I will continue to chase them. Once I have news I will update you again.”

Frustrated by a lack of response of The Society of Lloyd’s and now to even the FOS, we contacted our UK solicitor Daniel Crockford to see if he could assist in moving this forward. It appears to us that this could go on indefinitely since they do not feel any obligation to meet the deadline set by the FOS. We do face some legal time limits and we don’t want our back against the wall.


Daniel called Al soon after he talked with David. He said that David felt hopeful that the FOS would be investigating the complaint since it is a Lloyd’s policy AND the policy was written by LJJ a UK-based company. However, he felt they needed to wait for the response from Lloyds. He wanted to make sure that this did not become an issue after a decision was made by the FOS.

David also stated that he clearly understood our frustration as it is now more than 19 months since the claim was submitted. He stated that he felt positive that it would move forward based on his conversation with the judicial expert within the FOS. However he felt it was important to receive a response from them either agreeing or providing solid reasons why the FOS should not proceed.

So we continue to wait….


Whoa…Not so Fast

STOP - US Complaints are not so simple

We started the process with the FOS on July 15 and were now waiting for an investigator who specializes in marine cases. But it wasn’t going to be that simple.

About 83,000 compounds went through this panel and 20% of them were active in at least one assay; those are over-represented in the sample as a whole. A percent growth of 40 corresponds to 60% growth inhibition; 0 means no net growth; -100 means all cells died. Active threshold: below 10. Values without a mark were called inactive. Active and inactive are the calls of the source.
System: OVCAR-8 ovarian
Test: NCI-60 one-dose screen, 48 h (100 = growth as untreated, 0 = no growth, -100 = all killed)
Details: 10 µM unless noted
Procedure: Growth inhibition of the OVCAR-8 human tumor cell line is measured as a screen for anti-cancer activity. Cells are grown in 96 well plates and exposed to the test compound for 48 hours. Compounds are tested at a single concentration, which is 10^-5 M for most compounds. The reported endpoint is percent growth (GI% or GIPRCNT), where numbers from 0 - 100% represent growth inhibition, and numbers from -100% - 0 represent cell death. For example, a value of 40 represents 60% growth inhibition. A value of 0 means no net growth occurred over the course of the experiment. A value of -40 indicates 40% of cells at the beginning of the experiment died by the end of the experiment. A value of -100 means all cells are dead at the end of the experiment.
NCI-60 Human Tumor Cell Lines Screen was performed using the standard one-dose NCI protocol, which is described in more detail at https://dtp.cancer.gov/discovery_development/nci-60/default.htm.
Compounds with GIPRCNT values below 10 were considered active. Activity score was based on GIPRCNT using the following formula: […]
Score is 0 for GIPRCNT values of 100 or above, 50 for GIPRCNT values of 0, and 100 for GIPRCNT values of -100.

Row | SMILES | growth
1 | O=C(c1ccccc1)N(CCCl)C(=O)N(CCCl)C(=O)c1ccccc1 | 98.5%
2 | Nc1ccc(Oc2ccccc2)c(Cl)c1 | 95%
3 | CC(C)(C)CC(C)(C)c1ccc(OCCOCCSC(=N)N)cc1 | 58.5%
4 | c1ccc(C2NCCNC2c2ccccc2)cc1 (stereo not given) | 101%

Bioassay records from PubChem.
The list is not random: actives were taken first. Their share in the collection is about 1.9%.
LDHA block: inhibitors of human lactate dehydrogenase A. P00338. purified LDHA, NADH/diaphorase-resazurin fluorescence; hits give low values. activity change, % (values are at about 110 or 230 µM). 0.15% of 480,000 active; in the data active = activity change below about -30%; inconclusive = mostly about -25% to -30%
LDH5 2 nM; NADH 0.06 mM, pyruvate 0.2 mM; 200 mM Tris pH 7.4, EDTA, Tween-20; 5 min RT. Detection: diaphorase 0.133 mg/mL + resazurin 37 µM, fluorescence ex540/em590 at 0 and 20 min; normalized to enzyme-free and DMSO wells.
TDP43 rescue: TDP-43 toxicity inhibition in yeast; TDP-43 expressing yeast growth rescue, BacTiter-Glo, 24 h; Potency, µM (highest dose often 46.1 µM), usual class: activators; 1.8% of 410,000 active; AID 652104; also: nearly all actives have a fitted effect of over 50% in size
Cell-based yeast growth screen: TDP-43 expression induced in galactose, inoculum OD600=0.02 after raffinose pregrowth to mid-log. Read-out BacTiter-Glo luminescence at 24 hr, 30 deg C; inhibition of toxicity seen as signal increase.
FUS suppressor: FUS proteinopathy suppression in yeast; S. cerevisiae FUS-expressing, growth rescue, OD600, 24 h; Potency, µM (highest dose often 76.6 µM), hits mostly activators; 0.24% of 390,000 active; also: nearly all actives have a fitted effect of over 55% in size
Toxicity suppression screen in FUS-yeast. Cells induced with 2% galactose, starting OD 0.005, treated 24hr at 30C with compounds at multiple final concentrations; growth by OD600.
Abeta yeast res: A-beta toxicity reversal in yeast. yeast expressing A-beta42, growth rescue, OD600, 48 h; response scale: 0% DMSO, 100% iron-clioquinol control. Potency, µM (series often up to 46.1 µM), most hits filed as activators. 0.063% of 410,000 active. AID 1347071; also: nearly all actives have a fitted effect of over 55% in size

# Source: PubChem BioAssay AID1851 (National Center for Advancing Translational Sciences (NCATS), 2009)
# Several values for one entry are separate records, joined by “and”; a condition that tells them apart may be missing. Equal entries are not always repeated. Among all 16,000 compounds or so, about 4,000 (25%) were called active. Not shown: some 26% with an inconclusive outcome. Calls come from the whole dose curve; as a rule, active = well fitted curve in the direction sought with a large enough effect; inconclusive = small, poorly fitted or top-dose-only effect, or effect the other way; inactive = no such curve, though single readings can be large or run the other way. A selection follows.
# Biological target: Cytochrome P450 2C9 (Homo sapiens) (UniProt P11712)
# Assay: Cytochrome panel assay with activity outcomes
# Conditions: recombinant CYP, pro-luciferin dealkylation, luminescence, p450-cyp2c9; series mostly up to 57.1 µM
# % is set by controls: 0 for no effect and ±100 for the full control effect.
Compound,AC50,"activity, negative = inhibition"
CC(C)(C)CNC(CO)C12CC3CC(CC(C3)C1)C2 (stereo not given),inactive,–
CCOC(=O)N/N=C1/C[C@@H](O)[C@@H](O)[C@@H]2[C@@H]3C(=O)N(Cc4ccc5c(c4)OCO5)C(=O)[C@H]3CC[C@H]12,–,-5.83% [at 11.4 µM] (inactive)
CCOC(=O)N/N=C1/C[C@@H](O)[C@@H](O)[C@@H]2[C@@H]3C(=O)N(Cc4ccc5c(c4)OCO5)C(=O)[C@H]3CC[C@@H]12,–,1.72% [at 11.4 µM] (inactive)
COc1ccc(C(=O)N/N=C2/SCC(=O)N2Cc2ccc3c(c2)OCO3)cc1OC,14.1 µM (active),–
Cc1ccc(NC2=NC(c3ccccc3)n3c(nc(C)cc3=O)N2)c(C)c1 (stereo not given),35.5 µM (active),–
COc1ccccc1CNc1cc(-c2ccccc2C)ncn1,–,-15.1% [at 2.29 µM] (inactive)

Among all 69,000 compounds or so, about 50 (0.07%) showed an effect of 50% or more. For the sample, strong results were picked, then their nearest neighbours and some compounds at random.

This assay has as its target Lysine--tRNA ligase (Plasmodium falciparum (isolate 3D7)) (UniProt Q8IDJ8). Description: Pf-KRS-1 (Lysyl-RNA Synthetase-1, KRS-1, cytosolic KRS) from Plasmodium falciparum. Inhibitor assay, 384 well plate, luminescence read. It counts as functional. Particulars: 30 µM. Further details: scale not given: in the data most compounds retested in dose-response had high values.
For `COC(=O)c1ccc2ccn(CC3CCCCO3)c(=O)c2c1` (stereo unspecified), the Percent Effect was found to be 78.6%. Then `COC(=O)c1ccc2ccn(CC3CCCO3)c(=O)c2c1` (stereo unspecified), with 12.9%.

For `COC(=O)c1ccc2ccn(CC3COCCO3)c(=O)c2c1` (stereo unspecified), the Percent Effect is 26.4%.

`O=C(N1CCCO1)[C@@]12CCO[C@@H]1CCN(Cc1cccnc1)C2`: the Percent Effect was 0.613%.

On Oct 10, we received an email from David Northcott an FOS adjudicator. It stated “I regret to confirm we are unable to consider your complaint as the policy complained about is not a UK-based policy. The full explanation as to why we don’t have jurisdiction is explained in my letter.” 


David followed up on Oct 16 with an email stating that he was aware that we had filed a complaint with the Indiana Department of Insurance (IDOI)In my previously assessment I said your complaint was one that we could not consider because on the basis of “Not a service from within UK” but now we cannot considered it because “Other ADR Entity dealing/dealt with”. That is to say another complaint arbitration scheme is dealing with your complaint.”